Slowing Economy May Impact School Funding, Says Dr. Kelly

The COVID-19 pandemic has had a devastating impact on the local and national economy and it seems we won’t be out of the woods anytime soon. As the state scrambles to launch a phased reopening of the Commonwealth’s economy, it’s too early to tell what sort of impact the state’s slowing economy will have on state school funding next year.

With the passage of the Student Opportunity Act last fall, the 2020-2021 school year was to be filled with hope and optimism for school districts like Revere.

However, the COVID-19 pandemic has cast a dark cloud over school budget plans and some larger school districts, like Randolph, are already making budget cuts.

“The financial status of the state is not very good,” said Revere Public School Superintendent Dianne Kelly. “We understand that any financial struggles at the state level will have a negative impact on school funding. We are watching this carefully and working with our elected officials to do the best we can in preserving finances.”

One item for parents of children at the Hill School, the Whelan School, and Garfield Middle School is the possibility that RPS’s Expanded Learning Time (ELT) grants will not be funded next year.

“Reduction or elimination of the ELT grants will mean our ELT schools will go back to schedules similar to the other elementary and middle schools in the district,” said Kelly. “We will not know this for sure until we the state budget is released but wanted to give parents advanced notice since earlier end-of-school-day times could impact child care routines.”

Just before schools closed due to COVID-19 over 100 Revere residents turned out for a community meeting in February to get parents, students, teachers and staff to think about RPS district focus and budget priorities.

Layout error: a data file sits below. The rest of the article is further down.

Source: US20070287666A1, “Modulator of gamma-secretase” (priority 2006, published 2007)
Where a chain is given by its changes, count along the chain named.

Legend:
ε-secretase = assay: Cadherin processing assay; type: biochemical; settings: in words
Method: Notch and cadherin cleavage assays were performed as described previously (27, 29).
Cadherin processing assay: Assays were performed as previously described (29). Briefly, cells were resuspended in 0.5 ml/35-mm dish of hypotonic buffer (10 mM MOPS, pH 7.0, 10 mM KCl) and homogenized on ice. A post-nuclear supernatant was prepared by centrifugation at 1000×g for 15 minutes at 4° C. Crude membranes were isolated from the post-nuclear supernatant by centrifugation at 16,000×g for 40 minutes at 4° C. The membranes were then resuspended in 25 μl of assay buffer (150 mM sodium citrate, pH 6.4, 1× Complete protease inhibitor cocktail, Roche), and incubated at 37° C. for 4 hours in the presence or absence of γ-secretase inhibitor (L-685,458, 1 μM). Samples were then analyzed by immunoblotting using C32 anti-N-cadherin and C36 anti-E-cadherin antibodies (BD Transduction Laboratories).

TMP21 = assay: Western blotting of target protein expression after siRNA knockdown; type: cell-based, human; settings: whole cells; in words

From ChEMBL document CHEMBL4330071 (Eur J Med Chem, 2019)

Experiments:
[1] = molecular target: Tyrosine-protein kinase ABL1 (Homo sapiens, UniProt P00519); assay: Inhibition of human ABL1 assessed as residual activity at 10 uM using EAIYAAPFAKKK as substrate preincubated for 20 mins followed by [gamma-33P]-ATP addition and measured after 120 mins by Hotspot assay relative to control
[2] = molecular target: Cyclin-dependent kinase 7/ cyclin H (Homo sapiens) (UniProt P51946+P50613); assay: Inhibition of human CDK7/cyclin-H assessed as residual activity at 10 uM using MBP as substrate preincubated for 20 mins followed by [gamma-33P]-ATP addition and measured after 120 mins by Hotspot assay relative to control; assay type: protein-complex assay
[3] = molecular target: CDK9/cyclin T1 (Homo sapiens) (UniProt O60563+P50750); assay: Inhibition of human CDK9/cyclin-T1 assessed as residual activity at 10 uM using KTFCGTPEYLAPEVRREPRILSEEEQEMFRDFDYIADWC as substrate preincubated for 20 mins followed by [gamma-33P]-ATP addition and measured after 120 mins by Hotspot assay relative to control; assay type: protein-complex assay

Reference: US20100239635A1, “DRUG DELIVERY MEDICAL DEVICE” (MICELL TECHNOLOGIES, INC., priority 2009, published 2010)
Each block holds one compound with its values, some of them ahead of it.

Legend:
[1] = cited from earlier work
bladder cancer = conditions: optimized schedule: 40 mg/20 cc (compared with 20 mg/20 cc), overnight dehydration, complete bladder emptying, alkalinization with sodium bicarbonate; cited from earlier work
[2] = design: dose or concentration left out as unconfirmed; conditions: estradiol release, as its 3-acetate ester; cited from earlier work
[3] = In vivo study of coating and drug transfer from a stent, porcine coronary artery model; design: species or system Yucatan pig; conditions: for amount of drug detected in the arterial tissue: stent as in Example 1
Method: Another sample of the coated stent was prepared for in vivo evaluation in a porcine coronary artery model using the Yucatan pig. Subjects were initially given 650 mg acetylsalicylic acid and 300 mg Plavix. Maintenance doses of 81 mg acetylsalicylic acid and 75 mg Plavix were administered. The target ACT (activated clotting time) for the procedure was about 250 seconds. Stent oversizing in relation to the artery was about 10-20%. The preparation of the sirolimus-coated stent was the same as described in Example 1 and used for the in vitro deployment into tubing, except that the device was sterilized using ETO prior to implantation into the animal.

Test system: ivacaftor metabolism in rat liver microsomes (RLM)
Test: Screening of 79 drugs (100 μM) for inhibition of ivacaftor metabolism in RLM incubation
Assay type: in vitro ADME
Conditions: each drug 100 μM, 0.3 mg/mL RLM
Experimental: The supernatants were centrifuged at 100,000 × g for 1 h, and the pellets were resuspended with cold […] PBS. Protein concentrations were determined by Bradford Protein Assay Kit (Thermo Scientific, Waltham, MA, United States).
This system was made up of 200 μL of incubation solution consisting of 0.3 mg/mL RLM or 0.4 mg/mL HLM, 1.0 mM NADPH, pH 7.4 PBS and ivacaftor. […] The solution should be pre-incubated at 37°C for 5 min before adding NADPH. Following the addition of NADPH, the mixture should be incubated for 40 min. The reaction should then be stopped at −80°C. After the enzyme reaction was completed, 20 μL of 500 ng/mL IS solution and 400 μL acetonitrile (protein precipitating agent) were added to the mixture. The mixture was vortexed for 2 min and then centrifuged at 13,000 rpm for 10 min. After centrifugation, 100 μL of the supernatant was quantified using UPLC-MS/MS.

In January, Revere got a peak of Gov. Charlie Baker’s budget for local schools and how much funding Revere will need to maintain services at schools.

Then in February RPS began the process of refining all budget entries to increase budget accuracy. This includes removing employees who resign, retire or take a leave of absence from payrolls, adding salaries for new employees, as well as finalizing programmatic changes and adjusting accordingly.

One of the biggest changes to next year, according to Kelly, was the implementation of the Student Opportunity Act, which was passed by the state legislature and signed into law by Gov. Baker at the end of last year. The law updated the state’s education funding formula to reflect districts’ real health insurance and special education costs because the amount of aid being provided to cover those costs was too small.

The law aimed to make an investment in public schools of $1.5 billion annually when fully phased in over the next seven years.

However, it remains to be seen if funding for this new law will fall victim to any fiscal recovery plans that are sure to be hatched out due to the COVID-19 pandemic and sinking economy.

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